Step 3: Clear out less-valuable items fast.
This is where a yard sale can come into play, or an estate sale, or having an auctioneer bulk-buy from the space you’re clearing out.
In cases where you’re selling to an auction house or dealer, you’re likely to want to move some of the big-ticket items you identified above to that person as well, but with a yard sale, you can put out all those items that might sell online for $5 each, but you just can’t take the time to list them.
My recommendation? Price a few items at your yard sale, and make the rest 25 cents an item or “best offer.” Get stuff gone. Lots of stuff. You’re not going to do that selling books or DVDs for $1 apiece. You’ll sell some, but you won’t clear out in bulk.
Remember that it’s not just about the money. Those items sitting in your garage waiting to be sold for $1 are worth LESS to you now than those items sold for a quarter. Think about it. That space is valuable.
If you really want to get crazy, figure out how much you’re paying in rent or mortgage each month to house those items. You’ll start looking at selling them for a quarter MUCH differently!
And when you’re done that yard sale, whatever hasn’t sold? Donate it and get a tax receipt. Again, this doesn’t include your identified “big-ticket” items. But all those 50-cent and $3 and even $5 items? Free up the space, and get them to a good home.
Step 4: Regroup and restart.
If you’ve cleared out large items, listed some of your big-ticket items for individual sale, gotten rid of some “bulk” in a yard sale and by donating, you should start to see a significant dent in your pile of stuff.
That’s when it’s time to regroup and restart. Have you unearthed other large items that should go to make more room? Can you start grouping what’s left into lots for selling as bigger-ticket deals? Are there things you can immediately donate or throw out, or is another yard sale in order?
Lather. Rinse. Repeat. Keep at it, and each time, it’ll get easier and easier to find things, make decisions about them, and sell them or otherwise purge them. It’s never “easy.” But it does get better.
Bonus step: Set deadlines.
In the case of my garage, we’ve got a built-in deadline: Our friends need to move to Puerto Rico this fall. The stuff’s got to be gone by then. That makes our decision process a lot easier. Yes, we’ll take $20 for that $40 item if you can take it NOW, you know?
If you don’t have a time crunch, though, I highly suggest you fake one! It’s too easy to get stuck in procrastination. Pick a date and commit to it.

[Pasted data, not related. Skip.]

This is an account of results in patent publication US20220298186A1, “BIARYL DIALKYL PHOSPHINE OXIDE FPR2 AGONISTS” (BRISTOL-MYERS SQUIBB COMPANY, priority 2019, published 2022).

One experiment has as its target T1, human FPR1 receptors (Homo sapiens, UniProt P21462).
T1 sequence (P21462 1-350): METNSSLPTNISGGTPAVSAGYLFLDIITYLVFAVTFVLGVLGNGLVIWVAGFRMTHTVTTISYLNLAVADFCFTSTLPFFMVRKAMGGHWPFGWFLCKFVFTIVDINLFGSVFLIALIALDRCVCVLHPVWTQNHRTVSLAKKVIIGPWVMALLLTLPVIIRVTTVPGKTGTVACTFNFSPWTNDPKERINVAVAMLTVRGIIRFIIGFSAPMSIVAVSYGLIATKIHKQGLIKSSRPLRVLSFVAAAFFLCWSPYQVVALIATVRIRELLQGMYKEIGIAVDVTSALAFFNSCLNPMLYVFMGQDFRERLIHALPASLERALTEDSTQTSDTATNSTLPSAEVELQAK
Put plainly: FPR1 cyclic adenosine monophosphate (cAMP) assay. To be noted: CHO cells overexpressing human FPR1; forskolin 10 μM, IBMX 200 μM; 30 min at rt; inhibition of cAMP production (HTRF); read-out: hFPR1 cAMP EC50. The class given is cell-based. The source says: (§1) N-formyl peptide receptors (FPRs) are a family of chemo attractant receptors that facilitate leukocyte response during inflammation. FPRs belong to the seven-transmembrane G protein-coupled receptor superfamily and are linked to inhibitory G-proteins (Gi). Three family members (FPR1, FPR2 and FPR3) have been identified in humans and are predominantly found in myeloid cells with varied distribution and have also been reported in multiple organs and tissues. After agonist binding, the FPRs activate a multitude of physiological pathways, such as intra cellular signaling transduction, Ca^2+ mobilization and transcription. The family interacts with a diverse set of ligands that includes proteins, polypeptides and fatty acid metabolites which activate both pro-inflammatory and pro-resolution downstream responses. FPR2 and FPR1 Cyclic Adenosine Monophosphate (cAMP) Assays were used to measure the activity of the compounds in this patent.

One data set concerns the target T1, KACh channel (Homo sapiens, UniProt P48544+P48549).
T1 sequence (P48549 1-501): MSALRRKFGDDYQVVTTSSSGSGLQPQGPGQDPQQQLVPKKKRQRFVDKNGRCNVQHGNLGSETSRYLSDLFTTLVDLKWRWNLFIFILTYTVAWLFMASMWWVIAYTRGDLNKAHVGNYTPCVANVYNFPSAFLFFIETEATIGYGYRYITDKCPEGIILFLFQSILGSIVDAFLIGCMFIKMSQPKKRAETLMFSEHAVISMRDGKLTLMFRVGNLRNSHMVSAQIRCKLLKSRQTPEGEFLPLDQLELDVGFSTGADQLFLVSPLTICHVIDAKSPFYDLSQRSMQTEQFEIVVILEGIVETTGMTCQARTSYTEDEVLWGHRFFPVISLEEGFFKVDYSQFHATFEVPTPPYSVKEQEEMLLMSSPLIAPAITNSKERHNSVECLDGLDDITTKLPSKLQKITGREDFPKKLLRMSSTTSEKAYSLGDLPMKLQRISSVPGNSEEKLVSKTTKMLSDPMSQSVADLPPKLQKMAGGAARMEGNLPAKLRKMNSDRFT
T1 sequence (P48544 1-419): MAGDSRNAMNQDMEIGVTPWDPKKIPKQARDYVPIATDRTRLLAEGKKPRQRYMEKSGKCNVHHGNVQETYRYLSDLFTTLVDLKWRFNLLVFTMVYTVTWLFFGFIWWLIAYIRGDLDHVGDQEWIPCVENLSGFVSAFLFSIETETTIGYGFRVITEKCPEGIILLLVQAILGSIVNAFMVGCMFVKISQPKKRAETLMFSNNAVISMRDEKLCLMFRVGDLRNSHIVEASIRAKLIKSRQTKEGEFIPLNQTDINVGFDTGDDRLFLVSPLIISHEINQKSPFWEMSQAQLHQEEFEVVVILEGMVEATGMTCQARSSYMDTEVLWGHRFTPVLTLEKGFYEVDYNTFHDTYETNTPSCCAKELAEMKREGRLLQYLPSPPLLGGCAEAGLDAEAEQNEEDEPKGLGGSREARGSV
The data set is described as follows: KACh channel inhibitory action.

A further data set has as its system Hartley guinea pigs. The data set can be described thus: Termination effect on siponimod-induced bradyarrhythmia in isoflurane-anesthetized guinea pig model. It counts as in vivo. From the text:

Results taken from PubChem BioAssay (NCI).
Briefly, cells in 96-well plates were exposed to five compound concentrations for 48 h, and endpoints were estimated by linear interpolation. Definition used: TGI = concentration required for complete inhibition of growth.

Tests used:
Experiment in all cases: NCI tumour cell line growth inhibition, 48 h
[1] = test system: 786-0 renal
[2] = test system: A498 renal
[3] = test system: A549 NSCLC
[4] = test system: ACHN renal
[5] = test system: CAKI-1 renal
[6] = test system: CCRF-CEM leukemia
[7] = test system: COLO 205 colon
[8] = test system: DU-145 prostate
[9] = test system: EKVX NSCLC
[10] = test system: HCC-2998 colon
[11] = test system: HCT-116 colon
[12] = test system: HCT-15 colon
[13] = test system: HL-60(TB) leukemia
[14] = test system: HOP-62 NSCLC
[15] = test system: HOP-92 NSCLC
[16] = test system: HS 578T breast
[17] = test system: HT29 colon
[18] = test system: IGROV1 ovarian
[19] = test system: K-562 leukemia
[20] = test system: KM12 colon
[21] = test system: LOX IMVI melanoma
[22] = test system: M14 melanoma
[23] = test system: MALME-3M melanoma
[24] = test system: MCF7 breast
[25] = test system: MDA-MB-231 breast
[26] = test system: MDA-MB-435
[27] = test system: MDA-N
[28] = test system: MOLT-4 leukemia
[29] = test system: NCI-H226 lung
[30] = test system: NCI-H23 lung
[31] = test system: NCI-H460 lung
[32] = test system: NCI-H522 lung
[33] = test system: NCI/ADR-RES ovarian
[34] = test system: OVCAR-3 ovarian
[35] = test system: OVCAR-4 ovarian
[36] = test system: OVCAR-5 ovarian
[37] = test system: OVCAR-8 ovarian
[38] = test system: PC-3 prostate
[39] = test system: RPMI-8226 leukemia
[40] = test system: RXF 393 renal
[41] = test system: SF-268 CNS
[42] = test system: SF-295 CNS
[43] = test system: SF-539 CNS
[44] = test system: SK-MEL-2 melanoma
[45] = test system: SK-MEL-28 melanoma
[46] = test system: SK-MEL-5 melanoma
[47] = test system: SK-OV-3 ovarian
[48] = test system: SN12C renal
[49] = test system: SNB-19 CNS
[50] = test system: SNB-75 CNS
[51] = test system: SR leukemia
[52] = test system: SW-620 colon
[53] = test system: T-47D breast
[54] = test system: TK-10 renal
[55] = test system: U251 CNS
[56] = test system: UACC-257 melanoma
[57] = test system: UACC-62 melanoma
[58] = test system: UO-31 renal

If you’re paying rent on a storage unit, give yourself three months to get it emptied. Cancel your agreement effective that date. Then you’ve got to make it happen! Otherwise, it’s too easy to get overwhelmed, say, “I’ll deal with that later,” and end up in the same boat 5 years later. Trust me, I’ve been there!
Changing your mindset about stuff
This is really the key. You can clear out a space once. But you really don’t want to be doing it two, three, four times. And it WILL build up again – if you don’t change your mindset.
That’s why I loved hearing from our friendly reader. She wrote:
Reading Man Vs. Debt articles has really helped me see possessions as anchors. I wish I could get my family to do the same. I ask for movie passes and restaurant gift cards as gifts and they get mad at me because I don’t want some ancient paperweight from an estate sale. I’ve tried to explain how I have to care for, clean, and pack these items and I’d rather have experiences but they don’t understand. They’d rather spend $$$ doing both and I’d rather save money and not have to bubble-wrap everything. I hope that once they see how nice it is to not live with stuff, they’ll want their homes stuff-free and join me on the CL/eBay/Amazon crusade of cleanliness.
That’s what we hope, too. And while there are deep, deep issues that go into situations of hoarding, many more than we can tackle here on MvD, we can give you hope that there’s a plan to tackle the stuff, if you’re ready and willing!
Do you have questions about selling “bulk stuff” or experience doing so? Are you ready to get started?
We’d love to hear your stories in the comments!